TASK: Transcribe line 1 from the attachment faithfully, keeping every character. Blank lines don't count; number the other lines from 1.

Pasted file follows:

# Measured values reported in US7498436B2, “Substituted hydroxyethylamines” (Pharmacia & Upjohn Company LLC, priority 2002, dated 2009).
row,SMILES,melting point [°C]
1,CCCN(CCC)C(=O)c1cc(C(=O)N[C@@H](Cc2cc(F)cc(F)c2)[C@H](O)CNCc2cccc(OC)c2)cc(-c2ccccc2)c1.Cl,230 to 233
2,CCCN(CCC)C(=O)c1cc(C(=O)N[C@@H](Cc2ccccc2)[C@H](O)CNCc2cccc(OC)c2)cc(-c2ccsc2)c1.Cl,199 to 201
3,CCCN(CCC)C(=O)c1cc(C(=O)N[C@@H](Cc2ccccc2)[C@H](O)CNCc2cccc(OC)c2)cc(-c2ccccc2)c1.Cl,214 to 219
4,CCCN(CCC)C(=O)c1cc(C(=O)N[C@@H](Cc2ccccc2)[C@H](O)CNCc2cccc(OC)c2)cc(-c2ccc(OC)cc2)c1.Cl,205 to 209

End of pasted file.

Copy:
# Measured values reported in US7498436B2, “Substituted hydroxyethylamines” (Pharmacia & Upjohn Company LLC, priority 2002, dated 2009).